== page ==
The Thunder want to re-sign James Harden, to keep him paired with Kevin Durant, Russell Westbrook and Serge Ibaka. But those three have already gotten their new contracts.
James Harden wants to stay with Durant and the Thunder, to chase titles with them in Oklahoma City. But he’s a max player getting his first big contract and there is not going to be a hometown discount for the Thunder.
Which means to keep him the Thunder owners — with a team in one of the smallest NBA market — would have to pay the luxury tax. They have said they would, but how much are they willing to pay?
“James is somebody we value,” Presti said Monday afternoon. “We think he’s an important part to what we’re trying to do with our team and we’re hopeful that he’ll be with us…
“By the same token, we’ve been very upfront and transparent with everybody that we have some inherent challenges that we face as an organization as a result of the new collective bargaining agreement,” the Thunder general manager continued. “I know we’d love to have him here. I think James would like to be here as well. But at the end of the day … you have to find a way to make it work for everybody.”
We will see how this plays out. Maybe the two sides reach a deal on an extension before the Oct. 31 deadline, but if Harden is giving no hometown discount they may not. Then Harden becomes a restricted free agent — other teams can make offers but the Thunder can match. In a world where Brook Lopez is a max player and Ibaka gets $12.5 million a year, Harden is a max player and some other team will make that four-year, $58 million offer to him.
Then it will be up to Presti and ownership to match it or let him go. At that point there will be no qualifiers, the choice is a binary yes or no.
Lonzo Ball bypasses open layup for no-look backward bounce pass, leaves Luke Walton staring into abyss (video)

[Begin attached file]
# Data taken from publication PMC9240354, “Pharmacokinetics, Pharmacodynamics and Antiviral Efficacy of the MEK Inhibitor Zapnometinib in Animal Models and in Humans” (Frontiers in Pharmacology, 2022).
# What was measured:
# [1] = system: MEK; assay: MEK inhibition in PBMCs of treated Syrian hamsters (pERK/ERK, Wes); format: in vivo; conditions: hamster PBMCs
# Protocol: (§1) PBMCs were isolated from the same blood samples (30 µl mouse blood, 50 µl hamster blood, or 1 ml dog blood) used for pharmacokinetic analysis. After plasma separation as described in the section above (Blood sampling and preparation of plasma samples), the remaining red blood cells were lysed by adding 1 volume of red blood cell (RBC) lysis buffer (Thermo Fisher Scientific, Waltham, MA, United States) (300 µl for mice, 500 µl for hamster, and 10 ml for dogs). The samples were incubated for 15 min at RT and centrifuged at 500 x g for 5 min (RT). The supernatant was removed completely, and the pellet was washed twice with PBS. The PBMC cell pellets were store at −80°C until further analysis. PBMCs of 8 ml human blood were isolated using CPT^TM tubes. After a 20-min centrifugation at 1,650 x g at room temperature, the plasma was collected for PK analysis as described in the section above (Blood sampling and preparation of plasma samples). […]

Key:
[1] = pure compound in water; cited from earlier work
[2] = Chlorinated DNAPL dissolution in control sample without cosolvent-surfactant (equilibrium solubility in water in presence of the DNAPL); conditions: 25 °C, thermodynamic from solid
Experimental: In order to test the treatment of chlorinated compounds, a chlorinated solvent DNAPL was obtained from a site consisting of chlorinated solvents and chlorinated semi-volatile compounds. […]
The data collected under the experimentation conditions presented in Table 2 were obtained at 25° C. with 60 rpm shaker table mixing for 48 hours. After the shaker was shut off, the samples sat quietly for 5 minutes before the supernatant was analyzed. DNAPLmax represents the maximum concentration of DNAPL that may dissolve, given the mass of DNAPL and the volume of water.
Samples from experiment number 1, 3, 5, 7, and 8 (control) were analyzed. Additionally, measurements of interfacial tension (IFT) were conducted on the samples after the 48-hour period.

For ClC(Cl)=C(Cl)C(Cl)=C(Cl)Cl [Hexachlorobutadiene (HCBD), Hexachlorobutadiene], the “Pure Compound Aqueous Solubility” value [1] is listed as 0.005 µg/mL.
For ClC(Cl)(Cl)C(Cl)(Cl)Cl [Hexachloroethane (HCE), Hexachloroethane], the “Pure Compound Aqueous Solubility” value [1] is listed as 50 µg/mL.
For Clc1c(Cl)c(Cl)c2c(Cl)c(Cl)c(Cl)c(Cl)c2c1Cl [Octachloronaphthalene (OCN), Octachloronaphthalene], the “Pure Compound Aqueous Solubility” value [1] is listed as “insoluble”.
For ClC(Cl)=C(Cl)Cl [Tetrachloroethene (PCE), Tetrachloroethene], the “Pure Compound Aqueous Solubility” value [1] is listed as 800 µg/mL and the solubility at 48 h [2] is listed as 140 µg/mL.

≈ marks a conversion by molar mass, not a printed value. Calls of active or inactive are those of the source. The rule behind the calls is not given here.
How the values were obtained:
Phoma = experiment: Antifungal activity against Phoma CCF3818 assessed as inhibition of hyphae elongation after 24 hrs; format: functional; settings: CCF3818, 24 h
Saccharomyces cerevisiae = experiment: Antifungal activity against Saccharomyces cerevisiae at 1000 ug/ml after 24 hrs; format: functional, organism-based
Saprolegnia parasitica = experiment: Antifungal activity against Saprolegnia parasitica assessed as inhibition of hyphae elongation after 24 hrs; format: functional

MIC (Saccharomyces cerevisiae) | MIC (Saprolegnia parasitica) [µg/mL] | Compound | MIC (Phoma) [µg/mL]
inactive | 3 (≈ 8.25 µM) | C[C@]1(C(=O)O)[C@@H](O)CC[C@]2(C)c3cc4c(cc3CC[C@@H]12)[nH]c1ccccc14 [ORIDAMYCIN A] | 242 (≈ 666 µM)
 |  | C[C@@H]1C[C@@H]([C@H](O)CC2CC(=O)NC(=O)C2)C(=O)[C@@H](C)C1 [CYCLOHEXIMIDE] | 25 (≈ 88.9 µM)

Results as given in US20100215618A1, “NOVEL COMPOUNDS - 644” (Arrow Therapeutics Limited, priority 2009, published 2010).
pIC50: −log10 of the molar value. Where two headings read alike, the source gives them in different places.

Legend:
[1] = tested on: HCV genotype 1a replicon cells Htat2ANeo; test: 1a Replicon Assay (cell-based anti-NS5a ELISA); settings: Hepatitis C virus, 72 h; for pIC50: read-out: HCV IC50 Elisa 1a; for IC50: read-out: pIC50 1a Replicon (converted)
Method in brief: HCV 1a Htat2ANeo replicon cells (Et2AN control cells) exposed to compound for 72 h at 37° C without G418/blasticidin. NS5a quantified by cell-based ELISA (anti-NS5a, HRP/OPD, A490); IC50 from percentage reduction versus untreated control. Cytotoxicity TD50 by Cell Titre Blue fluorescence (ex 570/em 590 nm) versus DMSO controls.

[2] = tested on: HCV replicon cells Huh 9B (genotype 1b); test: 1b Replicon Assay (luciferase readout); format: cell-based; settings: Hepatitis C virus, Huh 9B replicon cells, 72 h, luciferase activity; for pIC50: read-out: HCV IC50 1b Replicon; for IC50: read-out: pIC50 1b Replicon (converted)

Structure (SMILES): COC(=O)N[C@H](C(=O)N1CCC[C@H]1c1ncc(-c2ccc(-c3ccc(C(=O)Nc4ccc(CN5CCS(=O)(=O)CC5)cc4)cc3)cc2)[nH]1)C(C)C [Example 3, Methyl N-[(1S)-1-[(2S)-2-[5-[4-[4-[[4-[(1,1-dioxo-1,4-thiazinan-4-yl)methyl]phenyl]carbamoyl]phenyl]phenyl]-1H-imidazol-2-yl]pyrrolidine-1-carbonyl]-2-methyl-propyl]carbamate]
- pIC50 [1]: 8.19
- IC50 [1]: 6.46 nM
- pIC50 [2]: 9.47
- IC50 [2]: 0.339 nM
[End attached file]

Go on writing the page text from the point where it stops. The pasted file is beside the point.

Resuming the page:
Lonzo Ball missed a layup early last night. That might have made him overthink later, when he was ahead of the pack on another fastbreak. Instead of shooting the open layup, Ball bounced the ball behind him without looking, leading to a turnover and open Heat 3-pointer.
On the bright side for the Lakers, they still beat Miami.
On the bright side for us, we got this great Luke Walton reaction GIF:
LeBron James says he was referring to only arena, not consideration of signing with Knicks
LeBron James said in reference to his "here or the Garden" comment that no other venue could have held this final duel between LeBron and Wade other than those two venues. (Not that he was thinking of signing with the #Knicks)
This was always the most likely explanation. The arenas in Los Angeles in New York are the NBA’s biggest stages, and LeBron has repeatedly stated his affection for Madison Square Garden. He didn’t have to think through all the implications to say those were the only appropriate locations.
Ultimately, I believe the given explanation that this was just about the arena’s allure and nothing more. An offhand remark needn’t completely follow the logic that either LeBron or Wade must play for the Knicks for them to meet at Madison Square Garden. But I’m not completely sold this wasn’t a passive-aggressive dig at the Knicks.
Kings player after beating Bulls: ‘Uh-oh, another 2 1/2-hour practice for them tomorrow’
Including when Wade thanked LeBron for seeing that their last game was played at Staples Center, one of the legendary venues of the league. But it was LeBron’s response that turned heads:
“It was either here or The Garden. That’s it.”
Did the Knicks actually have a shot at LeBron last summer?
It doesn’t seem that way, considering LeBron made his decision to go to Los Angeles within 24 hours of the official start of free agency. There was no meeting with the Knicks, no serious contact in any way.
What LeBron was referring to (I think) was having their final game in one of the two brightest spotlights, one of the two most legendary venues in the NBA. Madison Square Garden and Staples Center have a vibe before Knicks and Lakers games that just doesn’t exist anywhere else — even when their teams are bad the venues are special and guys raise their games. It’s a combination of the markets, the big fan bases, and the history of the franchises, and the buildings (Shaq and Kobe basically built Staples Center). Much like a baseball game at Yankee Stadium/Fenway Park/Wrigley Field, there’s just something special about it that’s hard to quantify. It’s just different there.
That’s why the final game for LeBron and Wade had to be in Los Angeles or New York.
But Knicks fans, go ahead and dream of what might have been.